• Kanzian, University of Natural Resources and Life Sciences Vienna, Department of Forest and Soil Sciences, Institute of Forest Engineering, Peter-Jordan-Straße 82/3, A-1190 Vienna, Austria ORCID ID: http://orcid.org/0000-0002-1198-9788 E-mail: christian.kanzian@boku.ac.at
article id 1428, category Research article
Gernot Erber, Franz Holzleitner, Maximilian Kastner, Karl Stampfer. (2016). Effect of multi-tree handling and tree-size on harvester performance in small-diameter hardwood thinnings. Silva Fennica vol. 50 no. 1 article id 1428. https://doi.org/10.14214/sf.1428
Highlights: Harvesting with the accumulating energy wood head EF28 was studied under small tree dimension (8 dm3) in hardwood thinnings; Reasonable productivity was achieved; Maximum achieved cutting diameter in hornbeam stand was 23 cm and 15% lower than in softwood stands; Head has potential under such conditions.

Early thinnings are laborious and costly. Thus forest companies are searching for cost and time efficient ways to carry out this task. The study’s purpose was to determine the productivity of the EF28 accumulating energy wood harvesting head in harvesting small-diameter hornbeam (Carpinus betulus L.) undergrowth trees and evaluate the effect of its multi-tree handling (MTH) capacity on time consumption. The harvester was a wheeled, three-axle Komatsu 911. A time study of 7.1 hours on 19 plots, with a total area of 0.76 ha was conducted. On average, the harvested tree volume was 8 dm³ and the stand density was 2666 trees/ha. The productivity was modelled with MTH conduction, mean diameter at breast height and the number of trees handled per cycle as independent variables. On average, MTH took 27% longer per cycle, increased extracted volume per cycle by 33% and consequently increased productivity with 5.0%. In 71.9% of the cycles more than one tree was handled and if so, dimensions were smaller than in single-tree handling (5.8 cm vs. 12.0 cm). Maximum felling diameter of 23 cm was about 15% smaller than in softwood (according to the manufacturer’s specifications) and the driver didn’t exploit the EF28’s theoretical potential in terms of trees handled per cycle. It can be concluded that the head could significantly improve productivity in small-diameter wood procurement.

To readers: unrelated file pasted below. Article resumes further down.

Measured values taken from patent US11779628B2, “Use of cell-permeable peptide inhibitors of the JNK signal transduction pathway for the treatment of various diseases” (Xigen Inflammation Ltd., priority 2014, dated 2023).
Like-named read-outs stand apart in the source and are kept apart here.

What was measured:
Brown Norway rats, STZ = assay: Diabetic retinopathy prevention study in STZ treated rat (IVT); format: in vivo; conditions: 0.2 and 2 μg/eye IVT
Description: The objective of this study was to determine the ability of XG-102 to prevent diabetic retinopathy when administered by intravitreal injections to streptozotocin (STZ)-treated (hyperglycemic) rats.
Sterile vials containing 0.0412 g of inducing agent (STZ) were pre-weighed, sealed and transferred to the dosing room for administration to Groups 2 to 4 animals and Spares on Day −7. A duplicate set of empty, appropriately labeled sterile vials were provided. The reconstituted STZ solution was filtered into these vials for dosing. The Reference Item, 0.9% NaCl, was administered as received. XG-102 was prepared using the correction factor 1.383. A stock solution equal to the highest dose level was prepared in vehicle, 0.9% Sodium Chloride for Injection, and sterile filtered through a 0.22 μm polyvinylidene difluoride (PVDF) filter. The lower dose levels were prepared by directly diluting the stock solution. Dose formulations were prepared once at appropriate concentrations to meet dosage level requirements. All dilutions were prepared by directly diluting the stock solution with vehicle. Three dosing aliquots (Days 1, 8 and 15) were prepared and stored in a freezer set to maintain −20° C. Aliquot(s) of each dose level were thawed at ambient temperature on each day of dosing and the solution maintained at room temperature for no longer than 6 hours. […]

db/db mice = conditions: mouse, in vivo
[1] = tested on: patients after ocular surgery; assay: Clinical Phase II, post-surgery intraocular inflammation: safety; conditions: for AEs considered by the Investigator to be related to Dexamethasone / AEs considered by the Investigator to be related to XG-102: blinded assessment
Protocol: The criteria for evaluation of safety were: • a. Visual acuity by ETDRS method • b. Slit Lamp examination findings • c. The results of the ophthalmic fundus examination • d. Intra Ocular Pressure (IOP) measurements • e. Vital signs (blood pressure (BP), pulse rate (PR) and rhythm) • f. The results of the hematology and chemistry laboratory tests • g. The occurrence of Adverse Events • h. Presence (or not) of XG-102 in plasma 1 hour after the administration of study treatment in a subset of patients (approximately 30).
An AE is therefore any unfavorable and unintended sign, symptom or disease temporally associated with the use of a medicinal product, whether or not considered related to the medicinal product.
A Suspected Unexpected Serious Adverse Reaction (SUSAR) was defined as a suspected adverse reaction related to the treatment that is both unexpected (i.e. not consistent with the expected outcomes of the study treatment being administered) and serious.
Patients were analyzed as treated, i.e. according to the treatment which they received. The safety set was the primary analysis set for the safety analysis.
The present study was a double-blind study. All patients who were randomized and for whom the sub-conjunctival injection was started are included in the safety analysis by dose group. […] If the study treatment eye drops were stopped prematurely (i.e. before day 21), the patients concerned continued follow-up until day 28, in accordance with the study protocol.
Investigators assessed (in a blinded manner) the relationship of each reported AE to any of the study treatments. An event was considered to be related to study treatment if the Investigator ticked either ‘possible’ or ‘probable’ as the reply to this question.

• Erber, Addresses University of Natural Resources and Life Sciences Vienna, Department of Forest and Soil Sciences, Institute of Forest Engineering, Peter-Jordan Straße 82/3, A-1190 Vienna, Austria ORCID ID:E-mail: gernot.erber@boku.ac.at (email)
  • Holzleitner, Addresses University of Natural Resources and Life Sciences Vienna, Department of Forest and Soil Sciences, Institute of Forest Engineering, Peter-Jordan Straße 82/3, A-1190 Vienna, Austria ORCID ID:E-mail: franz.holzleitner@boku.ac.at
  • Kastner, Addresses University of Natural Resources and Life Sciences Vienna, Department of Forest and Soil Sciences, Institute of Forest Engineering, Peter-Jordan Straße 82/3, A-1190 Vienna, Austria ORCID ID:E-mail: maximilian.kastner@boku.ac.at
  • Stampfer, Addresses University of Natural Resources and Life Sciences Vienna, Department of Forest and Soil Sciences, Institute of Forest Engineering, Peter-Jordan Straße 82/3, A-1190 Vienna, Austria ORCID ID:E-mail: karl.stampfer@boku.ac.at
article id 984, category Research article
Christian Rottensteiner, Petros Tsioras, Heinz Neumayer, Karl Stampfer. (2013). Vibration and noise assessment of tractor-trailer and truck-mounted chippers. Silva Fennica vol. 47 no. 5 article id 984. https://doi.org/10.14214/sf.984